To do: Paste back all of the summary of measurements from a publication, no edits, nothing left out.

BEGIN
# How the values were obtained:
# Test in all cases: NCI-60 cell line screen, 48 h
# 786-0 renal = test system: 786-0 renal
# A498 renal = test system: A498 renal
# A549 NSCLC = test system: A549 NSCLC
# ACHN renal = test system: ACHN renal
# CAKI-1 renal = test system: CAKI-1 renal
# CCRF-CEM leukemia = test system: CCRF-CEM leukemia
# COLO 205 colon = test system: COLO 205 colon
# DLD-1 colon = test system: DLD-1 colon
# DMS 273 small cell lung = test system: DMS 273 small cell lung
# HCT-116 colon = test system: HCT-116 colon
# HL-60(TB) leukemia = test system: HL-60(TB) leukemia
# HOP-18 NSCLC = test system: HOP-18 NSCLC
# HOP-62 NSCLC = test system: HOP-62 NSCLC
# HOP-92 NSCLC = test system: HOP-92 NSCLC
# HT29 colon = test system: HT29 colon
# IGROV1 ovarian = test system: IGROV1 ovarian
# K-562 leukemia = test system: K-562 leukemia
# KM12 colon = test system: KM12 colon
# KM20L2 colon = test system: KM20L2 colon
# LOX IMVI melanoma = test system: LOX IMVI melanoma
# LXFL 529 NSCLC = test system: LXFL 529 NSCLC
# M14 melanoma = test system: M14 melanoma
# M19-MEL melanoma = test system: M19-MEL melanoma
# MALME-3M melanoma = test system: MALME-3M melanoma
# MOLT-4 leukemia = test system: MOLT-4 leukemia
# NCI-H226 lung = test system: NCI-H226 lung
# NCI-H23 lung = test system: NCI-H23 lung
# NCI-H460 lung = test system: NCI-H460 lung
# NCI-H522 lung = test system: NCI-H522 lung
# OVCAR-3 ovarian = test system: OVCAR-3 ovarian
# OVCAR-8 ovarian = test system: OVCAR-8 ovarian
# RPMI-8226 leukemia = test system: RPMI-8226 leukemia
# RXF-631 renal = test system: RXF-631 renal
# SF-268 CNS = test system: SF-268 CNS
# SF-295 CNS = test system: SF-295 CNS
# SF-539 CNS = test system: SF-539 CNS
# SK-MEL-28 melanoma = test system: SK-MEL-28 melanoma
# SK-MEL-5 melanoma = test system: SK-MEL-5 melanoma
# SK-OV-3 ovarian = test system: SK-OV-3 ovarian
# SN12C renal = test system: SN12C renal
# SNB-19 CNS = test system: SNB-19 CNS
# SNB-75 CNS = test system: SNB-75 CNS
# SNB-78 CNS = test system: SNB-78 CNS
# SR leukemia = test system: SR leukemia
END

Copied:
# How the values were obtained:
# Test in all cases: NCI-60 cell line screen, 48 h
# 786-0 renal = test system: 786-0 renal
# A498 renal = test system: A498 renal
# A549 NSCLC = test system: A549 NSCLC
# ACHN renal = test system: ACHN renal
# CAKI-1 renal = test system: CAKI-1 renal
# CCRF-CEM leukemia = test system: CCRF-CEM leukemia
# COLO 205 colon = test system: COLO 205 colon
# DLD-1 colon = test system: DLD-1 colon
# DMS 273 small cell lung = test system: DMS 273 small cell lung
# HCT-116 colon = test system: HCT-116 colon
# HL-60(TB) leukemia = test system: HL-60(TB) leukemia
# HOP-18 NSCLC = test system: HOP-18 NSCLC
# HOP-62 NSCLC = test system: HOP-62 NSCLC
# HOP-92 NSCLC = test system: HOP-92 NSCLC
# HT29 colon = test system: HT29 colon
# IGROV1 ovarian = test system: IGROV1 ovarian
# K-562 leukemia = test system: K-562 leukemia
# KM12 colon = test system: KM12 colon
# KM20L2 colon = test system: KM20L2 colon
# LOX IMVI melanoma = test system: LOX IMVI melanoma
# LXFL 529 NSCLC = test system: LXFL 529 NSCLC
# M14 melanoma = test system: M14 melanoma
# M19-MEL melanoma = test system: M19-MEL melanoma
# MALME-3M melanoma = test system: MALME-3M melanoma
# MOLT-4 leukemia = test system: MOLT-4 leukemia
# NCI-H226 lung = test system: NCI-H226 lung
# NCI-H23 lung = test system: NCI-H23 lung
# NCI-H460 lung = test system: NCI-H460 lung
# NCI-H522 lung = test system: NCI-H522 lung
# OVCAR-3 ovarian = test system: OVCAR-3 ovarian
# OVCAR-8 ovarian = test system: OVCAR-8 ovarian
# RPMI-8226 leukemia = test system: RPMI-8226 leukemia
# RXF-631 renal = test system: RXF-631 renal
# SF-268 CNS = test system: SF-268 CNS
# SF-295 CNS = test system: SF-295 CNS
# SF-539 CNS = test system: SF-539 CNS
# SK-MEL-28 melanoma = test system: SK-MEL-28 melanoma
# SK-MEL-5 melanoma = test system: SK-MEL-5 melanoma
# SK-OV-3 ovarian = test system: SK-OV-3 ovarian
# SN12C renal = test system: SN12C renal
# SNB-19 CNS = test system: SNB-19 CNS
# SNB-75 CNS = test system: SNB-75 CNS
# SNB-78 CNS = test system: SNB-78 CNS
# SR leukemia = test system: SR leukemia